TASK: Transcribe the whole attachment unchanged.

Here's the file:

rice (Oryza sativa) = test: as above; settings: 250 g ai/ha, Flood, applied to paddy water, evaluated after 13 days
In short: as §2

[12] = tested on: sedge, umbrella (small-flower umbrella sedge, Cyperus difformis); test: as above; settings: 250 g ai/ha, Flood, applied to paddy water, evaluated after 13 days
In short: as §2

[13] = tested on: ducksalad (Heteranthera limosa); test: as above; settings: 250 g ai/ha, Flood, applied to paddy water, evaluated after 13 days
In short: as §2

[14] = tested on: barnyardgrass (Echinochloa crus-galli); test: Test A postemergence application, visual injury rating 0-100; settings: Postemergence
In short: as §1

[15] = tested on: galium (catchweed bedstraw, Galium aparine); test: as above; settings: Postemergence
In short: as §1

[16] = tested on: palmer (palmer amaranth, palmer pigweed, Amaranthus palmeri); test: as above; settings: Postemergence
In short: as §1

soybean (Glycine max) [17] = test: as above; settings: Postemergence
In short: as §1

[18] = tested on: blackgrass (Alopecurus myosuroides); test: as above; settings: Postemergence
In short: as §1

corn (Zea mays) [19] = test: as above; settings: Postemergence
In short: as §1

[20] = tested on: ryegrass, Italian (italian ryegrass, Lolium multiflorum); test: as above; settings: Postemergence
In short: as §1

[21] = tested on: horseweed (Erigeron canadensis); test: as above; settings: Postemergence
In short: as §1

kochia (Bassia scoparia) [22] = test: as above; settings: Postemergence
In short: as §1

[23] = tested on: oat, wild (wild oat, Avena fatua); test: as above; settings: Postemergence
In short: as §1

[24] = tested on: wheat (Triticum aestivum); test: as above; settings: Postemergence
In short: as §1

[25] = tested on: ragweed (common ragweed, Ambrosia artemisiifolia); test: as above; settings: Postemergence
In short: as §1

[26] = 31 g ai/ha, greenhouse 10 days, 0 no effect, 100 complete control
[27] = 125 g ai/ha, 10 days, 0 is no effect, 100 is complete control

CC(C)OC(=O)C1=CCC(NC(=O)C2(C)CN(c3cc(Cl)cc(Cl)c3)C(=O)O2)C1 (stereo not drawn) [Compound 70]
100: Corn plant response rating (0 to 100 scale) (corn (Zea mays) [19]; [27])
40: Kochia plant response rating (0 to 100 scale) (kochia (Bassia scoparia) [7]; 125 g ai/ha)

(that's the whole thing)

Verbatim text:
rice (Oryza sativa) = test: as above; settings: 250 g ai/ha, Flood, applied to paddy water, evaluated after 13 days
In short: as §2

[12] = tested on: sedge, umbrella (small-flower umbrella sedge, Cyperus difformis); test: as above; settings: 250 g ai/ha, Flood, applied to paddy water, evaluated after 13 days
In short: as §2

[13] = tested on: ducksalad (Heteranthera limosa); test: as above; settings: 250 g ai/ha, Flood, applied to paddy water, evaluated after 13 days
In short: as §2

[14] = tested on: barnyardgrass (Echinochloa crus-galli); test: Test A postemergence application, visual injury rating 0-100; settings: Postemergence
In short: as §1

[15] = tested on: galium (catchweed bedstraw, Galium aparine); test: as above; settings: Postemergence
In short: as §1

[16] = tested on: palmer (palmer amaranth, palmer pigweed, Amaranthus palmeri); test: as above; settings: Postemergence
In short: as §1

soybean (Glycine max) [17] = test: as above; settings: Postemergence
In short: as §1

[18] = tested on: blackgrass (Alopecurus myosuroides); test: as above; settings: Postemergence
In short: as §1

corn (Zea mays) [19] = test: as above; settings: Postemergence
In short: as §1

[20] = tested on: ryegrass, Italian (italian ryegrass, Lolium multiflorum); test: as above; settings: Postemergence
In short: as §1

[21] = tested on: horseweed (Erigeron canadensis); test: as above; settings: Postemergence
In short: as §1

kochia (Bassia scoparia) [22] = test: as above; settings: Postemergence
In short: as §1

[23] = tested on: oat, wild (wild oat, Avena fatua); test: as above; settings: Postemergence
In short: as §1

[24] = tested on: wheat (Triticum aestivum); test: as above; settings: Postemergence
In short: as §1

[25] = tested on: ragweed (common ragweed, Ambrosia artemisiifolia); test: as above; settings: Postemergence
In short: as §1

[26] = 31 g ai/ha, greenhouse 10 days, 0 no effect, 100 complete control
[27] = 125 g ai/ha, 10 days, 0 is no effect, 100 is complete control

CC(C)OC(=O)C1=CCC(NC(=O)C2(C)CN(c3cc(Cl)cc(Cl)c3)C(=O)O2)C1 (stereo not drawn) [Compound 70]
100: Corn plant response rating (0 to 100 scale) (corn (Zea mays) [19]; [27])
40: Kochia plant response rating (0 to 100 scale) (kochia (Bassia scoparia) [7]; 125 g ai/ha)